The idea of machines performing tasks and also creating a human-like intelligence, or artificial intelligence (AI) goes back at least to Descartes and Leibniz. However, it really started to take shape after the second World War, when it was discovered that electronic computers could not only just crunch numbers, but also manipulate symbols. Since the 1950s, and now six whole decades of research and development later, humans are still safe from AI being close to having the same cognitive abilities as a human child, let alone think and assume like a fully grown adult.
What has come out of the time spent on the idea however, is a field of science split into two categories: Artificial Narrow Intelligence (ANI) which is what we have today, and Artificial General Intelligence (AGI), which is what we ‘hope’ to achieve. What are the differences between the two and why are we still striving towards AGI being successful?
Machines of today exhibit a level of human accuracy in a set of tasks only—recognising speech, text as well as parsing the structure of sentences, mining legal documents and translating stories from language to language with a fair enough logical accuracy. However, all AI in general (not AGI) is mediocre to the extent of being ‘bad’ at other sets of tasks. In the scheme of creating an AGI, we have found ANI, which is narrow intelligence, or in easier terms to understand, one track minded and not open to all the possibilities, yet. ANI will complete, to human accuracy, only tasks that they are programmed to complete.
The professor of informatics at MIT and also creator of the famous program Eliza, Joseph Weizenbaum, made a distinction between computer power and human reason. In today’s terminology, computer power is the ability to use algorithms at an incredible speed; this is ANI, it follows paths of an algorithm.
AGI on the other hand, will achieve a certain goal that it was programmed to do but it will also self-develop, meaning it can deviate from a set of instructions and follow its own set of rules. The concept of ‘general intelligence’ as a whole (with the word general already implying a very broad term) refers to the capacity for efficient cross-domain optimisation. Artificial intelligence researcher Ben Goertzel explains this concept in saying that it is “the ability to achieve complex goals in complex environments using limited computational resources.”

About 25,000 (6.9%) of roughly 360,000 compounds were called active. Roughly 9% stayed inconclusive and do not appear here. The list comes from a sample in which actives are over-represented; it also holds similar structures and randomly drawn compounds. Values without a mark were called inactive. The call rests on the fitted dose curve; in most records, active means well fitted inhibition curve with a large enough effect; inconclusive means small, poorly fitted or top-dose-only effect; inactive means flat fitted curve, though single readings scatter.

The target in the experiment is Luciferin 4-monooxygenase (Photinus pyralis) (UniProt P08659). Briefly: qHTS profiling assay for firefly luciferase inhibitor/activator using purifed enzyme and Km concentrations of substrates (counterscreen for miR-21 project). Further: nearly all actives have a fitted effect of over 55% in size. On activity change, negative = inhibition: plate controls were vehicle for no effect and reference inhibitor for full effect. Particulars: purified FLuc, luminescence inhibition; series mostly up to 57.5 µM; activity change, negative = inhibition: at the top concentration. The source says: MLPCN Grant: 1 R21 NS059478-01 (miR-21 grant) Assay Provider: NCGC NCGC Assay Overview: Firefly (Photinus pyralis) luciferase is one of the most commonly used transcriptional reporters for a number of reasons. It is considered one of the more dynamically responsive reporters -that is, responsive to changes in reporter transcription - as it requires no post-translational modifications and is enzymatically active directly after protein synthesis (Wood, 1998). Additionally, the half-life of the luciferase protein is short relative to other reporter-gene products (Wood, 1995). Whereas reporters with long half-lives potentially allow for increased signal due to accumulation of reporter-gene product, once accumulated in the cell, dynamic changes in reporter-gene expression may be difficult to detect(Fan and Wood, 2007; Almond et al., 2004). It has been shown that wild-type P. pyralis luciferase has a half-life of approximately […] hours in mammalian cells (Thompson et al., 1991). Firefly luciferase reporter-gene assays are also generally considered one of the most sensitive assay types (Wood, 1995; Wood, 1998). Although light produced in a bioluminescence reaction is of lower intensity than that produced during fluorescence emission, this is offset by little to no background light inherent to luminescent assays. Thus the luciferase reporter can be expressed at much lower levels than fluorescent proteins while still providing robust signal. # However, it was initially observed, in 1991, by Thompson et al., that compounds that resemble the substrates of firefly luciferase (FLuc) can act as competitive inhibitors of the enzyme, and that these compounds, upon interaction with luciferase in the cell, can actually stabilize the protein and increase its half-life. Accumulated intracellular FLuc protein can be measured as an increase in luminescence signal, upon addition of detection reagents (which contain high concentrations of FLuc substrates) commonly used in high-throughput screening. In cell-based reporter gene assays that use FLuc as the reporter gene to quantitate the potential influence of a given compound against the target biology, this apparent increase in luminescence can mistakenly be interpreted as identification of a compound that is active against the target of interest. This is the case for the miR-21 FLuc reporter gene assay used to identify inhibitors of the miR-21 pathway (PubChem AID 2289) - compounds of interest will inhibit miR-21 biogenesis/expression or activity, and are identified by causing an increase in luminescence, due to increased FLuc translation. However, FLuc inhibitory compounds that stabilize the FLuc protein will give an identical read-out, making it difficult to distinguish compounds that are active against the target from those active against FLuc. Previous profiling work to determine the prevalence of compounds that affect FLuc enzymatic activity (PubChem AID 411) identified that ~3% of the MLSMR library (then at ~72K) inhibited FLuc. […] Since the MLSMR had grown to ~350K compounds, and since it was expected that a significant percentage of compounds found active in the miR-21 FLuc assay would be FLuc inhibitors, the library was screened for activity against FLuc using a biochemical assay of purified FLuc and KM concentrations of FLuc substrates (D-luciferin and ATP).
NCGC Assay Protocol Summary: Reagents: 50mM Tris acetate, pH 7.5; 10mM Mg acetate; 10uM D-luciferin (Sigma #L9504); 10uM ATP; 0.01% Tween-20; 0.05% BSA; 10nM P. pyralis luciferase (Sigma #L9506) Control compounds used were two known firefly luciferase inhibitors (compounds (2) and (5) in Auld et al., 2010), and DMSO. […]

Human intelligence, which ultimately is what these machines are inspired to be like, is variable—not all humans are equally intelligent. That being said, there are several traits that one of these generally intelligent systems should possess to mimic a functionally intelligent human, such as common sense, background knowledge and memory, transfer learning, abstraction and casualty.
Theoretically, it is possible to replicate the functions of a human brain stated above, but it has not proven to be practicable. Unlike computers, human thinking is actually not algorithmic according to the mathematician Roger Penrose. Human thinking and computer thinking are fundamentally different, a computer has the ability to make the right decisions in concrete situations but humans obtain the wisdom to see the whole.
In contrast to Penrose, the Israeli historian and author of Homo Sapiens and 21 Lessons for the 21st Century Yuval Noah Harari argues that our decisions are not the result of ‘some mysterious will’ but in fact the result of “millions of neurons calculating probabilities within a split second,” which sounds a lot like exactly how algorithms function. He writes that our “emotions and desires are in fact no more than biochemical algorithms, there is no reason why computers cannot decipher these algorithms—and do so far better than any Homo sapiens.”
MIT roboticist Rodney Brooks predicts that AGI won’t appear until at least the year 2300. He publicly stated that “it is a fraught time understanding the true promise and dangers of AI. Most of what we read in the headlines… is, I believe, completely off the mark.” And the professor of computer science at the University of Alberta, Richard Sutton, stated in a 2017 talk that “understanding human-level AI will be a profound scientific achievement (and economic boon) and may well happen by 2030 (25 per cent chance), or by 2040 (50 per cent chance)—or never (10 per cent chance).” So evidently AGI prediction is an inherently grey area.
What matters the most is probably preparation—for robots and AGI of any level of intelligence to become successful in a human world, we first must want to interact with them without fear. AGI will have to reciprocate understanding and emotions correctly. Evidently, humans find interpretations of the emotions within our own species difficult enough, so for AGI to reach something we ourselves don’t understand, and may never, is a distant prospect. Fact of the matter is, what’s the rush?